Spec MX-5 SimRacing Challenge Driver Profile: Brian Szabelski

Features, Racing I By Winding Road Staff I October 02, 2019

Brian is a nice guy, very active in this and other iRacing leagues, and a clean mid-packer. Follow along as he tells us all about his background in sim racing!

What’s your name and where are you from?

My name is Brian Szabelski, and I currently live in Longmont, Colorado, having moved halfway across the country this summer from Findlay, Ohio.

What line of work are you in?

I work in communications at a major university, having just recently transitioned out of journalism and working in the newspaper industry for over a decade.

How old are you?

I’m a fairly energetic 33 years old, though I still get mistaken for being younger. Even with the beard.

What was your motivation for participating in the Spec MX-5 SimRacing Challenge?

As a driver, I’m always looking to challenge myself, broaden my horizons and keep sharpening my skills. Driving a car against the field entered in this series was something I thought would help me improve as a driver, and I think it has.

Do you have any previous non-virtual motorsports history?

My prior work as a journalist often meant my schedule was in flux, so I didn’t have the time or funds to really consider non-virtual motorsports. Coming from a middle-class family of engineers meant that there was always a deep interest (especially growing up in Michigan), but the opportunities never presented themselves for me to get much into karting or club level racing.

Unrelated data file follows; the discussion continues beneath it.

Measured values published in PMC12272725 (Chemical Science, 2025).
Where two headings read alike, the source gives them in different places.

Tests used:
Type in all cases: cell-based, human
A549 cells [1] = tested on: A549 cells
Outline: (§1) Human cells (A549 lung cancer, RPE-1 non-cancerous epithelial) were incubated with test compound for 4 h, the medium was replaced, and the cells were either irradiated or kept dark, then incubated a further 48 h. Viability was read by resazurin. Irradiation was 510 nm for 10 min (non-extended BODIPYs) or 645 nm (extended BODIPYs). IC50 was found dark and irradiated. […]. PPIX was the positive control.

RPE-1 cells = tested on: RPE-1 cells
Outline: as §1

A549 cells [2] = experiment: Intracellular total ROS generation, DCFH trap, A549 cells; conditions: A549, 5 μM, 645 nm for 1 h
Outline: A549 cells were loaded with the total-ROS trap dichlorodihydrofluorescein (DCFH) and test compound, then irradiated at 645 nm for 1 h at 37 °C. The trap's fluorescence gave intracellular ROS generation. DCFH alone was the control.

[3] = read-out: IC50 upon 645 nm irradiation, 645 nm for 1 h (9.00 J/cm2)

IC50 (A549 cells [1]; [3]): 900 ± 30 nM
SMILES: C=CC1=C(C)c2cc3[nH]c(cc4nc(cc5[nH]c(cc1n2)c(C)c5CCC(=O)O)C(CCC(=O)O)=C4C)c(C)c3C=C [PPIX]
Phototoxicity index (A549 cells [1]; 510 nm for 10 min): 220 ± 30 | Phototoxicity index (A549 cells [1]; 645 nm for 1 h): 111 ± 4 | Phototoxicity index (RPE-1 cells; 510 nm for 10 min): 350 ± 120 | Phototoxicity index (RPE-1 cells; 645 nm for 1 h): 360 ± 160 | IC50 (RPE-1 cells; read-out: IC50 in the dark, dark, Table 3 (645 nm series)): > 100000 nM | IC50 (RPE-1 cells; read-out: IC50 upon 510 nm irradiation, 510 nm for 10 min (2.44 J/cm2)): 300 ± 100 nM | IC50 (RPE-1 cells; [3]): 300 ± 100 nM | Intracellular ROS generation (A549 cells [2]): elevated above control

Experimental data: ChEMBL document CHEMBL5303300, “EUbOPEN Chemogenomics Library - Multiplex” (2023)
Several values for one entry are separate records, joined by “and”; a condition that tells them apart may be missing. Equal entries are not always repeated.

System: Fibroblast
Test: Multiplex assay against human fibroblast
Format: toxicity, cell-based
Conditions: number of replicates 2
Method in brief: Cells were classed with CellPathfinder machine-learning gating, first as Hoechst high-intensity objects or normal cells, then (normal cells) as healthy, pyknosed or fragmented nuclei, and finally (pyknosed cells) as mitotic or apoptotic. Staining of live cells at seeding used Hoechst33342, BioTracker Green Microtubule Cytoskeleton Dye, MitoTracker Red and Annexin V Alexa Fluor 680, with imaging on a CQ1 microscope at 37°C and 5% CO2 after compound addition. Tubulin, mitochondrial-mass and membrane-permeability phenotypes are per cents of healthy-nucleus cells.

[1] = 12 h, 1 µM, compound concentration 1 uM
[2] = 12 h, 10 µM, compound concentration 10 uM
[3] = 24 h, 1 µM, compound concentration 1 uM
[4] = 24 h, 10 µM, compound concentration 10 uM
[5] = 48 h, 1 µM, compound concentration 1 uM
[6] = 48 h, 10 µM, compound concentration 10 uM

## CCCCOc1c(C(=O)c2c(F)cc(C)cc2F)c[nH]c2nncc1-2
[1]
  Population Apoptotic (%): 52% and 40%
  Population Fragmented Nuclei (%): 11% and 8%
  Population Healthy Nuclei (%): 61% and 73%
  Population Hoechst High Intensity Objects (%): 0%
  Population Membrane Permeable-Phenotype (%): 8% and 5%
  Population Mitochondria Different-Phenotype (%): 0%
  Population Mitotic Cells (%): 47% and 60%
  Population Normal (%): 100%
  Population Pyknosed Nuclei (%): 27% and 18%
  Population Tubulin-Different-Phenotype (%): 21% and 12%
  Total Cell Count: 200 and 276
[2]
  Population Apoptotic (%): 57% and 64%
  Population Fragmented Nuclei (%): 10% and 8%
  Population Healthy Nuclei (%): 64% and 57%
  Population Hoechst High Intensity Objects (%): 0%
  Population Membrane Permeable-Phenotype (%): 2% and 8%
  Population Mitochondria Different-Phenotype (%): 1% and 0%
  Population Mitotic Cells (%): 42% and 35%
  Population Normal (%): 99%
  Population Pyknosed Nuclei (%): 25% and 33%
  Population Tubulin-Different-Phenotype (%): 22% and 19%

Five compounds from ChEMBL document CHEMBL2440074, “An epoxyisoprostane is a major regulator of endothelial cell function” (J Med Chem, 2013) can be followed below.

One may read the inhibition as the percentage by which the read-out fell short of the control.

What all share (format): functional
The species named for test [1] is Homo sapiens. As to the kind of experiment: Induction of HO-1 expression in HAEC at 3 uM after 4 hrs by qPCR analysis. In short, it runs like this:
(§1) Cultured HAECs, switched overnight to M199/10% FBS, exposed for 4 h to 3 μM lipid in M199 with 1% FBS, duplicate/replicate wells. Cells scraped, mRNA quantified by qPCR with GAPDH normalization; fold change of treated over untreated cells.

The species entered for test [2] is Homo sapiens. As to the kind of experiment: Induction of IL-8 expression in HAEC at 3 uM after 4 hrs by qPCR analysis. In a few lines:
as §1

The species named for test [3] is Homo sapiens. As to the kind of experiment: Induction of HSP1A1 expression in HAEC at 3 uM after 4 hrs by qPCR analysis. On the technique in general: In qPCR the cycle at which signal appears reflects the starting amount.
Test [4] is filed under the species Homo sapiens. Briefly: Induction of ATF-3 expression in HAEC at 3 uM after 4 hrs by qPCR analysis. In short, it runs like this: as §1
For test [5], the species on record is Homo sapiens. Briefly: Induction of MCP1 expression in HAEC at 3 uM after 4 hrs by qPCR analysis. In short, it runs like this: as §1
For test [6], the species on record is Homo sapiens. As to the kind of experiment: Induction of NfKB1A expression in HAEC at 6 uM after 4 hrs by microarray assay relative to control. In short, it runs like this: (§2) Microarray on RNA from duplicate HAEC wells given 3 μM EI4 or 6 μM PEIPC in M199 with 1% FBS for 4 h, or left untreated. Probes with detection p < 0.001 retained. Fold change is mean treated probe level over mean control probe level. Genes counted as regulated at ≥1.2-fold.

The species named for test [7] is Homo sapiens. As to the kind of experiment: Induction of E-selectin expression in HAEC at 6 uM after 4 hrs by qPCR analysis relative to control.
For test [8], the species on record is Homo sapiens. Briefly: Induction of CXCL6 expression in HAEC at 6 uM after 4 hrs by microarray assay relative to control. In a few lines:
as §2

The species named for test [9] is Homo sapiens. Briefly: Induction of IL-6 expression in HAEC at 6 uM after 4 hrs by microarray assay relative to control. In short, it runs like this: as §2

Do you feel virtual motorsports is becoming a valid starting point for participation in actual motorsports?

Absolutely so! I think it’s been that way for a while now; not only are drivers gaining additional experience from their time in the sim world, but you have stories like William Byron on the oval side of things and GT Academy helping bring drivers like Lucas Ordonez and Jann Mardenborough into the pro ranks. Not to mention going back to the NASCAR 2003 days, and those early leagues had drivers like Denny Hamlin in them before they made it to the top level of their fields.

Simulation tech is also improving in a lot of areas, and it’s giving folks who might not have had the means to showcase their talent or learn how to improve their technique the ability to do so. I think that only can benefit the health of motorsport in the long run, having more people be able to go hands-on with the machinery and technology, and hopefully get them interested in the sport.

Are you a ‘gamer’ or do you mostly only sim-race?

I’m very much a gamer and have been since I was playing on my dad’s Apple IIe back in the early 1990s. When I’m not behind the wheel, I like to play a wide variety of games, but a large number of them tend to be roguelikes or indie platformers now a days. Minecraft, surprisingly, is still something I find enjoyment in after years of playing it, and I’m getting back into racing in The Legend of Zelda: A Link to the Past Randomizer community (where the game swaps around the item locations and essentially creates a logic puzzle that you need to solve to beat it properly). Pre-sim-racing and Minecraft, I was big into Team Fortress 2 and console gaming.

Do you consider sim-racing a game?